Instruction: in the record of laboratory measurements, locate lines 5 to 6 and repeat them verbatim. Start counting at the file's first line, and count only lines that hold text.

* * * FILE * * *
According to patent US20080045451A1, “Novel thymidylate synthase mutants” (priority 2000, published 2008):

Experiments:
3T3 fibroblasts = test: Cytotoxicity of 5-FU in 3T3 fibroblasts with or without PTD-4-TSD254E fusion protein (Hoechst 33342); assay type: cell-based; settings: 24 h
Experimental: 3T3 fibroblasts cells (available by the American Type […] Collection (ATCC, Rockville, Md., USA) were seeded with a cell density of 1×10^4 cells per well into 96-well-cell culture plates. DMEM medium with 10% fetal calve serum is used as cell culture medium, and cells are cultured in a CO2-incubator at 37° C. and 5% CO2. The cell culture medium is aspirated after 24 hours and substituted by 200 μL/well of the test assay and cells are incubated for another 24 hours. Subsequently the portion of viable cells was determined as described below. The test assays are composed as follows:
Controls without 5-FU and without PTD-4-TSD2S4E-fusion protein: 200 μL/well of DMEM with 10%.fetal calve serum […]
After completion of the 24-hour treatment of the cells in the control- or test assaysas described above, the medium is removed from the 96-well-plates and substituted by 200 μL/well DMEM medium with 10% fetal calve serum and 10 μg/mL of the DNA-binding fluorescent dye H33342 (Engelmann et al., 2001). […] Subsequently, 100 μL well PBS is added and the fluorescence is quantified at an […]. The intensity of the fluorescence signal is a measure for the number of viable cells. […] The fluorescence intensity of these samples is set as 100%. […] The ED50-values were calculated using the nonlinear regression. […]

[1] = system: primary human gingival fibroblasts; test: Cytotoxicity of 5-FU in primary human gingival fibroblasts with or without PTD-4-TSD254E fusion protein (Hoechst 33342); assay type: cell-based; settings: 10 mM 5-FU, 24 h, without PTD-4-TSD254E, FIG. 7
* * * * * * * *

Controls without 5-FU and without PTD-4-TSD2S4E-fusion protein: 200 μL/well of DMEM with 10%.fetal calve serum […]
After completion of the 24-hour treatment of the cells in the control- or test assaysas described above, the medium is removed from the 96-well-plates and substituted by 200 μL/well DMEM medium with 10% fetal calve serum and 10 μg/mL of the DNA-binding fluorescent dye H33342 (Engelmann et al., 2001). […] Subsequently, 100 μL well PBS is added and the fluorescence is quantified at an […]. The intensity of the fluorescence signal is a measure for the number of viable cells. […] The fluorescence intensity of these samples is set as 100%. […] The ED50-values were calculated using the nonlinear regression. […]